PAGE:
Some good news, and some not-too-bad news

Chilean novelist Isabel Allende has received Denmark’s Hans Christian Andersen Literature Award for her “magical and spellbinding storytelling.” The 500,000 kroner ($86,000) prize is awarded each year to an author whose work shares the Danish writer’s artistic qualities. Previous winners have been Brazilian author Pablo Coelho and J.K. Rowling.

The U.S. State Department’s annual Country Reports on Terrorism reports that last year approximately 23 improvised explosive devices (IEDs) were detonated, deactivated or discovered in Chile, with most located in Santiago. “The typical modus operandi was to place IEDs composed of gunpowder inside of a fire extinguisher in front of businesses; banks were most frequently targeted. The majority of the IEDs were crudely built, characterized as “noise bombs,” were used late at night and did not appear to be designed to kill or injure people. However, they did have the potential to injure passersby in the immediate vicinity. The only casualty in 2011 occurred when one of the anarchists was severely burned and lost his hands when the device he planted detonated prematurely.”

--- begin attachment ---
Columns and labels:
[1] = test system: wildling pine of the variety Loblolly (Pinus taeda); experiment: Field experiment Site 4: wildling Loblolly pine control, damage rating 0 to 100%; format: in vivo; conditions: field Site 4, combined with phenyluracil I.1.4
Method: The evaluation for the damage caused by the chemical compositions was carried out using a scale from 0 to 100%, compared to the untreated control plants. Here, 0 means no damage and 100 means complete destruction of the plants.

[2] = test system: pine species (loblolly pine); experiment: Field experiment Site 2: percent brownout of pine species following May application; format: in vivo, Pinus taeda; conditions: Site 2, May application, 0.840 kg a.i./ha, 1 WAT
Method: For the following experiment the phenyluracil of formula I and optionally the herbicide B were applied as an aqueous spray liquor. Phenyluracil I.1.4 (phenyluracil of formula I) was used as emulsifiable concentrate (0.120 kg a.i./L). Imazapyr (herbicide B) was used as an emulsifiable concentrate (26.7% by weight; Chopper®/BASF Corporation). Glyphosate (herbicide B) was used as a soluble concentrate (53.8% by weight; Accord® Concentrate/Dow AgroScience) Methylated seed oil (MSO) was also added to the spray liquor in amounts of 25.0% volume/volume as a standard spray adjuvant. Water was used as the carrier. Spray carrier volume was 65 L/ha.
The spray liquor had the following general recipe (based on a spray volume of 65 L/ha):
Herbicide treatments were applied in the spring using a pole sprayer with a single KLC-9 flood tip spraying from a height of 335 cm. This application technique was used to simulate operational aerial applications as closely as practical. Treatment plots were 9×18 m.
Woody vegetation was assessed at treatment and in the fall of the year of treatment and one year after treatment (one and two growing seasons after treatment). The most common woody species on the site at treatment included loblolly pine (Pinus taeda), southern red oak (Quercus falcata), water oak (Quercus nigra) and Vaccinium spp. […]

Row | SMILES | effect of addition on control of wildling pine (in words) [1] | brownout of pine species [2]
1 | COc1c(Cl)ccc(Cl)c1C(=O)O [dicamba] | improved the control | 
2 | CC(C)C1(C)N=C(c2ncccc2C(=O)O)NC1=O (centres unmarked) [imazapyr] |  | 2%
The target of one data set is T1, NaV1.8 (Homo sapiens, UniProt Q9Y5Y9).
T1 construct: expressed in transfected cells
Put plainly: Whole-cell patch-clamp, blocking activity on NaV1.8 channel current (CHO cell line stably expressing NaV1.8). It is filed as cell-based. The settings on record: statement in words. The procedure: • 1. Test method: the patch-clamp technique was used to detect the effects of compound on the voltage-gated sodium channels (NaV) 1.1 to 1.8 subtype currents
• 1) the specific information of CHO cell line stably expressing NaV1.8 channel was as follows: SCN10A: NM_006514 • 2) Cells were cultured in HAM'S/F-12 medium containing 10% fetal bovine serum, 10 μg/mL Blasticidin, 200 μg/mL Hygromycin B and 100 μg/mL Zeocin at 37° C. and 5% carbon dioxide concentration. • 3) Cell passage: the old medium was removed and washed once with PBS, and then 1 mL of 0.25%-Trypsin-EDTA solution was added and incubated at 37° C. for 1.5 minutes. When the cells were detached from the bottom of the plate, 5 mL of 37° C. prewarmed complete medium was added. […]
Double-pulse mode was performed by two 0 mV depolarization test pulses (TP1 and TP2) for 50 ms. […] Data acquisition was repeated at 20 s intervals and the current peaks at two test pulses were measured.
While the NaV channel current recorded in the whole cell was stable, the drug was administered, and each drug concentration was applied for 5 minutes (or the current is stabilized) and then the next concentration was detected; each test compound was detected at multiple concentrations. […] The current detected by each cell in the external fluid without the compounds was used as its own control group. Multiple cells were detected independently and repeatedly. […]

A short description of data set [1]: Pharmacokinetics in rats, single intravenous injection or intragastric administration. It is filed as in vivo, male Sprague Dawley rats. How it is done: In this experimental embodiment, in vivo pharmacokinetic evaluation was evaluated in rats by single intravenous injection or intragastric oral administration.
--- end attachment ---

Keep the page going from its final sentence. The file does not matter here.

Although some conservative Chilean politicians have accused Mapuche indigenous groups of having links to terrorism, the report merely noted that

“Chilean law enforcement agencies also confronted sporadic low-level violence throughout the year related to indigenous land disputes. The Coordinadora Arauco Malleco, a domestic group primarily operating in the Biobio and Araucana regions of Chile that seeks recovery of former indigenous lands—sometimes through violent means—claimed responsibility for several of the attacks.”

The report praised Chile’s forensic capabilities, mentioning that the Servicio Medico Legal had implemented the latest version of the Combined DNA Indexing System and that the country is “a regional leader in biometrics.”

The full report on Chile can be found here:

One comment on “Some good news, and some not-too-bad news

  1. Love Allende’s stories, both for adults and her trilogy written at the request of her grandchildren.

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